The collapse Saturday at one of Italy's main tourist attractions was a source of embarrassment for the government and the country. President Giorgio Napolitano said it was a "disgrace for Italy" and demanded an explanation.
Culture Minister Sandro Bondi, who went to Pompeii to survey the damage on Sunday, warned that other buildings could also fall, according to Italian news agencies.
Given the number of buildings that need restoration, further damage is virtually "inevitable," said Daniela Leone, a spokeswoman for Pompeii's archaeological superintendence.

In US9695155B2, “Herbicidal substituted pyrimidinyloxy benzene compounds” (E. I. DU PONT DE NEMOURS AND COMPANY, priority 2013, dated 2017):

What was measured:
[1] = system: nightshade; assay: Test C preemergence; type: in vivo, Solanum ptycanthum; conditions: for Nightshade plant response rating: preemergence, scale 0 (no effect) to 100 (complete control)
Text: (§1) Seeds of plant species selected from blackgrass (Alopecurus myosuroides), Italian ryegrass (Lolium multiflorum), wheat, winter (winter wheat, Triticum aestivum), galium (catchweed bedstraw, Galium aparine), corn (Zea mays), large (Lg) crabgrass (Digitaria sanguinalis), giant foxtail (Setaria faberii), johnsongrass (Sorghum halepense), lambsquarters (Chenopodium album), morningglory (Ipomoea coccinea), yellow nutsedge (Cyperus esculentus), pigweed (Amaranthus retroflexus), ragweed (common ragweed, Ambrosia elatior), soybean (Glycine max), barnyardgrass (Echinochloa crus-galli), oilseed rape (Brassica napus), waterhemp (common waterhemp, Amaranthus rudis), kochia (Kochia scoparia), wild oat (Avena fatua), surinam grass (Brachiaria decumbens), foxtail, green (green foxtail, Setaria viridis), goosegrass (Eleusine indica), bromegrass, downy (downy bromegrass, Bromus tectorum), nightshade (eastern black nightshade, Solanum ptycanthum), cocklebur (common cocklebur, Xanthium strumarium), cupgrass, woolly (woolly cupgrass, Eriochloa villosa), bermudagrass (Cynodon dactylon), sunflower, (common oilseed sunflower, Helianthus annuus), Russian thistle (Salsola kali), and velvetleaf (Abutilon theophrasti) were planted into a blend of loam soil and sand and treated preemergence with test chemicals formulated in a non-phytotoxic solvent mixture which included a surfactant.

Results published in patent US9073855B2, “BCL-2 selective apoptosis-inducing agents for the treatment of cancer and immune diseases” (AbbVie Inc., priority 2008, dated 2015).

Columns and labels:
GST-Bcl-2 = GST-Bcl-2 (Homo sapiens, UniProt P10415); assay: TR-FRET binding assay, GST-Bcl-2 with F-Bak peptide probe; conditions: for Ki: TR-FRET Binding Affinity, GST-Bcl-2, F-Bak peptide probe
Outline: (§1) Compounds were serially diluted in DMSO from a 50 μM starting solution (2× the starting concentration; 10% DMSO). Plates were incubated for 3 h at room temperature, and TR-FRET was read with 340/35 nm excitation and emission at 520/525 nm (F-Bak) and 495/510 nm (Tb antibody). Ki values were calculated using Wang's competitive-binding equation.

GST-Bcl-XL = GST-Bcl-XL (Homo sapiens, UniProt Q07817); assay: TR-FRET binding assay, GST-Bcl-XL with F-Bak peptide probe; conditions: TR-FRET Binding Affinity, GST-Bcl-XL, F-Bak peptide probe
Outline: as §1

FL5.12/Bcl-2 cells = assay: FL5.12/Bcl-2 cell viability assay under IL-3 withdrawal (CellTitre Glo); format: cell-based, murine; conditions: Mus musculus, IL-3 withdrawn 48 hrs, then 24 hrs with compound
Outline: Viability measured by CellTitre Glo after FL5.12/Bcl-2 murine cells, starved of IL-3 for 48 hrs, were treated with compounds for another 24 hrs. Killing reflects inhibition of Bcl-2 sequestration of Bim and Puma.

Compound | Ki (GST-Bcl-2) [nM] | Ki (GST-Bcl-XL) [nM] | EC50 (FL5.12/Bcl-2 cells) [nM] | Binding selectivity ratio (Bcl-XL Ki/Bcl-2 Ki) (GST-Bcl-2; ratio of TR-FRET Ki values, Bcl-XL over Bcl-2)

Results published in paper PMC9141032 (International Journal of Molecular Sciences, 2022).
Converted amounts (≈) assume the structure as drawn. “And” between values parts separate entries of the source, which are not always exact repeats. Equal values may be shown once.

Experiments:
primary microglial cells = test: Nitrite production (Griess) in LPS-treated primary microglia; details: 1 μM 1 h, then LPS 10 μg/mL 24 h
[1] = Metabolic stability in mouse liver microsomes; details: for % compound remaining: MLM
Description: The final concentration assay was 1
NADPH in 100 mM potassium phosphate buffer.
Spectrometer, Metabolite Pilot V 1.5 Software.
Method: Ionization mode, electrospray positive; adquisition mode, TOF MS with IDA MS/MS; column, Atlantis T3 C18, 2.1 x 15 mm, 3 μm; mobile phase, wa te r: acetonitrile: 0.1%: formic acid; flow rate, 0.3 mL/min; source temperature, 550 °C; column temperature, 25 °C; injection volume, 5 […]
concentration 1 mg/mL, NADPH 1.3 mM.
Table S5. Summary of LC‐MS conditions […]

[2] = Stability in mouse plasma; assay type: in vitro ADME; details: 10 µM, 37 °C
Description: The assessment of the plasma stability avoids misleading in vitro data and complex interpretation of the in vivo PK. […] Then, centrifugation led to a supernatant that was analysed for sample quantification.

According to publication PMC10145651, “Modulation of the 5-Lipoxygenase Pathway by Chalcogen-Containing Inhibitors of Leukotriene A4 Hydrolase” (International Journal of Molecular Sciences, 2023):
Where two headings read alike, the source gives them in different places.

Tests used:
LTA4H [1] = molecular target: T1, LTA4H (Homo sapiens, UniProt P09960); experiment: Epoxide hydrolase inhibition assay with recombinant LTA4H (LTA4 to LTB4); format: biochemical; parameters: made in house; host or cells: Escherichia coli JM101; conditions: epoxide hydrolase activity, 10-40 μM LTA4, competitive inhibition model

"This is a vast area that requires maintenance, resources," she said.
The house that collapsed on Saturday was used by gladiators to train before going to fight in a nearby amphitheater, as well as by other athletes. It was also a storehouse for weapons and armor.
It was believed to have been built not long before Pompeii was destroyed in A.D. 79 by an eruption of Mount Vesuvius, which killed thousands of people and buried the city in 20 feet (six meters) of volcanic ash.
The house was also partially destroyed during World War II, and the roof and some of the walls had been rebuilt.
Bondi suggested that water infiltration following heavy rains and the heavy roof added during the postwar restoration were to blame.
However, he said some frescoes on the lower parts of the walls may be saved, and urged more government funds for Pompeii.